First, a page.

Another case was the shelving of legislation that would have extended the California Whistleblower Protection Act to legislative employees. The bill wasn’t killed because the idea is pretty popular among voters. Rather it was tucked away into what the Legislature calls a “suspense file,” which means that no one had to vote against it and will likely not be taken up this year.

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Our Past: A Guide For Future California Water Storage

Senator Mimi Walters
California State Senator, 37th Senate District

In the years following World War II, California industries grew exponentially, offering jobs and opportunity to a recovering nation. This growth, coupled with the beginning of the baby boom, led to a sudden spike in California’s population. With industry growing rapidly in the south it became imperative to find local water sources, or import water from elsewhere. Ultimately, it was believed that water from the north would provide southern California with a reliable water source. With that, the California aqueduct was born and became the largest California water project to date.

The idea of the aqueduct came in 1951; it was created to ensure that people and industry could thrive throughout California. In 1963, the aqueduct was completed and was running at full capacity. It has been used to transport water from the north to the south for over fifty years without any significant technological improvements. Currently, the severity of California’s drought has made the failure in updating the state’s water infrastructure even more troubling. Failure to update our water infrastructure while our population and industries have grown and changed has forced an over-reliance on groundwater and our antiquated conveyance system.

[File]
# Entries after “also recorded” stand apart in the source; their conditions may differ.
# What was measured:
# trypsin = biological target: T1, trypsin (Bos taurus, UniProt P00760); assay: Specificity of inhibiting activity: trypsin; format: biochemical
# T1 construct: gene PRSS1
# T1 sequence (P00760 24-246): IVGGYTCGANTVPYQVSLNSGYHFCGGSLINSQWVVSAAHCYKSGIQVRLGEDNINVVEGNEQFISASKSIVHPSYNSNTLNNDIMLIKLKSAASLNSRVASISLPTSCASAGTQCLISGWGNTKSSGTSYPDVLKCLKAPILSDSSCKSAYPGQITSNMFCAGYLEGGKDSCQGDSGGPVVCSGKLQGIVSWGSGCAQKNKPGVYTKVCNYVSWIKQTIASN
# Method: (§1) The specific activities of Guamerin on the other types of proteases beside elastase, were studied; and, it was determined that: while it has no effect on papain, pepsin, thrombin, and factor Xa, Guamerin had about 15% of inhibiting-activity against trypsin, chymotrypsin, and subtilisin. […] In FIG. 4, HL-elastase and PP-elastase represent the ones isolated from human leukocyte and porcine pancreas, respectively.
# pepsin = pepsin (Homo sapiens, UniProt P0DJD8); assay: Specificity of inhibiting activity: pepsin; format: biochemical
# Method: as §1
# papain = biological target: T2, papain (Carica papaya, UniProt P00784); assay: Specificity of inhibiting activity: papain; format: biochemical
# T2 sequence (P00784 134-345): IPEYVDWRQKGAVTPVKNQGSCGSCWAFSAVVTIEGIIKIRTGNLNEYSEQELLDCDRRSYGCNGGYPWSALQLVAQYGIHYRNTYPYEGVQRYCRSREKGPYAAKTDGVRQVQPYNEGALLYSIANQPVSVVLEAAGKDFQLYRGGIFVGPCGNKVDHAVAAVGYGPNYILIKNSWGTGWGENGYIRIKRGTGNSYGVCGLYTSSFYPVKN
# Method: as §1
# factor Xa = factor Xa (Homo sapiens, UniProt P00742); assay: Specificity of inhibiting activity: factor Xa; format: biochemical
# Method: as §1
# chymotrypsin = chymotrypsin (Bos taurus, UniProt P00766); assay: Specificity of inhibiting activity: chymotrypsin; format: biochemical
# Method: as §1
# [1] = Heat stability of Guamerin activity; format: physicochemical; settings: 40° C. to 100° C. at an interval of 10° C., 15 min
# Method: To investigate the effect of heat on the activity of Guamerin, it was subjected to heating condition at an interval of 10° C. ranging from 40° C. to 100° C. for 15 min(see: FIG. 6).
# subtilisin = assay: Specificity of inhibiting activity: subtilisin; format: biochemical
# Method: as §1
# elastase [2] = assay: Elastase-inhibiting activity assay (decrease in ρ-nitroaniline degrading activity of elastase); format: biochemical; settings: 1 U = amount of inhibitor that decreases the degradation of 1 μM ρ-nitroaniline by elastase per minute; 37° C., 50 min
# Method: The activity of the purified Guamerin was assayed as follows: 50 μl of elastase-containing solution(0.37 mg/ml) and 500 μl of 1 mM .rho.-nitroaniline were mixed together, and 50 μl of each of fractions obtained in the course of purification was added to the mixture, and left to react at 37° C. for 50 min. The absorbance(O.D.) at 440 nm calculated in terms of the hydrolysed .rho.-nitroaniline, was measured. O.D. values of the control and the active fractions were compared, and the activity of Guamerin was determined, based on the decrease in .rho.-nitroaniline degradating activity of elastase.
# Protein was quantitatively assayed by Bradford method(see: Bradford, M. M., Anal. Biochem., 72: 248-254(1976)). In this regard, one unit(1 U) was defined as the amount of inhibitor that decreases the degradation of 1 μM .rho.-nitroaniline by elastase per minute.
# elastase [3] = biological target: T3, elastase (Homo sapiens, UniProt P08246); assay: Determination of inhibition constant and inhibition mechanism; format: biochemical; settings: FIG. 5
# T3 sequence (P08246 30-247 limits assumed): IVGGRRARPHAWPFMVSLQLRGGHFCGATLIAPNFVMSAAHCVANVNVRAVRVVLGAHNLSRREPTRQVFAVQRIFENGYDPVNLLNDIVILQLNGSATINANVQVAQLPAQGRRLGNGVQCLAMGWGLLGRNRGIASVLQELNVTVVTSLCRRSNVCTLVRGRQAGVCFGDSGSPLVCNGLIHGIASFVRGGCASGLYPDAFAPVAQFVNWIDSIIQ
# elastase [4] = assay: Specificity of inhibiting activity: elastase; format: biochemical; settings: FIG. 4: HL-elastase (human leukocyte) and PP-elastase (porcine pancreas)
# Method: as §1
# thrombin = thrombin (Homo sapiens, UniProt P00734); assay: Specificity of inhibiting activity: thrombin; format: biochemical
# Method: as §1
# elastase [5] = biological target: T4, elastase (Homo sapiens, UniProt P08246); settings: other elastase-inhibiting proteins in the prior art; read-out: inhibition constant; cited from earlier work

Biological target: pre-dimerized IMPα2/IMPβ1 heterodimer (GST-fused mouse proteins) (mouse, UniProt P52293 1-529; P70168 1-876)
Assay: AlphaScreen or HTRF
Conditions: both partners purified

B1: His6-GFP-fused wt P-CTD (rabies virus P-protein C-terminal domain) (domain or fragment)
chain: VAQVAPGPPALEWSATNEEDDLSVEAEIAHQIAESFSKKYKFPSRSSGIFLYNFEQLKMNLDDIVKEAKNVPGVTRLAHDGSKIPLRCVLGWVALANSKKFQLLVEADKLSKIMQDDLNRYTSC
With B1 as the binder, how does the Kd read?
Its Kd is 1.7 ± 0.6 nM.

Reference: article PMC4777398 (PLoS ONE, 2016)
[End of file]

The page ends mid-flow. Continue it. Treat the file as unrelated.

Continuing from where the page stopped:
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A Voting Lottery?

John Seiler
John Seiler, an editorial writer with The Orange County Register for 19 years, is a reporter and analyst for

Los Angeles is considering turning voting into a lottery. Last year’s mayoral election saw a turnout of just 25 percent. The idea is to hold out the potential of winning a cash prize for showing up to do one’s civic duty.

But why should we care about people who don’t care about voting, or are too lazy to show up at the polls? It’s even easier if one gets on the registrar of voters’ list of absentee ballots. Then the ballot is mailed to you, and it only takes a couple of minutes to fill out while watching “The Days of Our Lives,” then pop it in the mailbox.

Voting rights are secure in American. In fact, unlike in almost country, you don’t even have to show an ID to vote in most places, including California.